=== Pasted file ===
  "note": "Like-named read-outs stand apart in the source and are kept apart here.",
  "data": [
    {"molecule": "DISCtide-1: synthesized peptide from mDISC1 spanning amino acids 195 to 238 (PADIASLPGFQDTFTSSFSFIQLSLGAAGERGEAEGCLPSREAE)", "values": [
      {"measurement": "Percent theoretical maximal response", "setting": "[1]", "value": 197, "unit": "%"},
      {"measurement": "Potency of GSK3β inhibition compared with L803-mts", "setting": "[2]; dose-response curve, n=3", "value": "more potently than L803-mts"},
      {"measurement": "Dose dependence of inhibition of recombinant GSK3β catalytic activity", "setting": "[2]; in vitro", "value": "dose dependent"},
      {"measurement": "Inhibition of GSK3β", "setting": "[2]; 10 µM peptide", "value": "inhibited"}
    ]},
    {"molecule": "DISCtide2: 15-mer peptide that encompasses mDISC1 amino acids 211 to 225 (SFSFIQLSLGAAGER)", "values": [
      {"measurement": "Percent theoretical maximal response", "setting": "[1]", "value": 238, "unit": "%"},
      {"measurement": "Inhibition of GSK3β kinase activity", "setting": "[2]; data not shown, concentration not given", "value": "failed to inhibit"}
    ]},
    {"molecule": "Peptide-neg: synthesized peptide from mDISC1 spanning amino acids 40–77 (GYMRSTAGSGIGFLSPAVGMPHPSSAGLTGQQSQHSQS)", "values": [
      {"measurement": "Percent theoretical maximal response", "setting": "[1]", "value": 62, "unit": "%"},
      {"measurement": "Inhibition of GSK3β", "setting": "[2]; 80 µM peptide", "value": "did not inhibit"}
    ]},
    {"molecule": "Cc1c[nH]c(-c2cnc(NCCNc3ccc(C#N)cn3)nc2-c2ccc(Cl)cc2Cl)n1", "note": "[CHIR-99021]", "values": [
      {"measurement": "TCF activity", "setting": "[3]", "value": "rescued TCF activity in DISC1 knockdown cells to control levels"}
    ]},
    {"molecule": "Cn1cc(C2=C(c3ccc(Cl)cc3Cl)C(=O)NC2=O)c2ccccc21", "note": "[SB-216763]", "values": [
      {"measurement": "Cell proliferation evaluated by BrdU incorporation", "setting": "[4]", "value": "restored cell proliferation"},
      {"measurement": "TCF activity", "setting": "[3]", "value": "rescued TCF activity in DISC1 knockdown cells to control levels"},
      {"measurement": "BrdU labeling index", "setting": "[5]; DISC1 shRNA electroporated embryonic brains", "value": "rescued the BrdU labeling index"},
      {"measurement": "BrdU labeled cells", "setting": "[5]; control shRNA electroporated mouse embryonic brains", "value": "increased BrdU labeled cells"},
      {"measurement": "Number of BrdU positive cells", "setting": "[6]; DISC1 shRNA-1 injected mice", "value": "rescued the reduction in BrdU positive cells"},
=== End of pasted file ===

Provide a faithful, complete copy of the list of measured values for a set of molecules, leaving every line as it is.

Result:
  "note": "Like-named read-outs stand apart in the source and are kept apart here.",
  "data": [
    {"molecule": "DISCtide-1: synthesized peptide from mDISC1 spanning amino acids 195 to 238 (PADIASLPGFQDTFTSSFSFIQLSLGAAGERGEAEGCLPSREAE)", "values": [
      {"measurement": "Percent theoretical maximal response", "setting": "[1]", "value": 197, "unit": "%"},
      {"measurement": "Potency of GSK3β inhibition compared with L803-mts", "setting": "[2]; dose-response curve, n=3", "value": "more potently than L803-mts"},
      {"measurement": "Dose dependence of inhibition of recombinant GSK3β catalytic activity", "setting": "[2]; in vitro", "value": "dose dependent"},
      {"measurement": "Inhibition of GSK3β", "setting": "[2]; 10 µM peptide", "value": "inhibited"}
    ]},
    {"molecule": "DISCtide2: 15-mer peptide that encompasses mDISC1 amino acids 211 to 225 (SFSFIQLSLGAAGER)", "values": [
      {"measurement": "Percent theoretical maximal response", "setting": "[1]", "value": 238, "unit": "%"},
      {"measurement": "Inhibition of GSK3β kinase activity", "setting": "[2]; data not shown, concentration not given", "value": "failed to inhibit"}
    ]},
    {"molecule": "Peptide-neg: synthesized peptide from mDISC1 spanning amino acids 40–77 (GYMRSTAGSGIGFLSPAVGMPHPSSAGLTGQQSQHSQS)", "values": [
      {"measurement": "Percent theoretical maximal response", "setting": "[1]", "value": 62, "unit": "%"},
      {"measurement": "Inhibition of GSK3β", "setting": "[2]; 80 µM peptide", "value": "did not inhibit"}
    ]},
    {"molecule": "Cc1c[nH]c(-c2cnc(NCCNc3ccc(C#N)cn3)nc2-c2ccc(Cl)cc2Cl)n1", "note": "[CHIR-99021]", "values": [
      {"measurement": "TCF activity", "setting": "[3]", "value": "rescued TCF activity in DISC1 knockdown cells to control levels"}
    ]},
    {"molecule": "Cn1cc(C2=C(c3ccc(Cl)cc3Cl)C(=O)NC2=O)c2ccccc21", "note": "[SB-216763]", "values": [
      {"measurement": "Cell proliferation evaluated by BrdU incorporation", "setting": "[4]", "value": "restored cell proliferation"},
      {"measurement": "TCF activity", "setting": "[3]", "value": "rescued TCF activity in DISC1 knockdown cells to control levels"},
      {"measurement": "BrdU labeling index", "setting": "[5]; DISC1 shRNA electroporated embryonic brains", "value": "rescued the BrdU labeling index"},
      {"measurement": "BrdU labeled cells", "setting": "[5]; control shRNA electroporated mouse embryonic brains", "value": "increased BrdU labeled cells"},
      {"measurement": "Number of BrdU positive cells", "setting": "[6]; DISC1 shRNA-1 injected mice", "value": "rescued the reduction in BrdU positive cells"},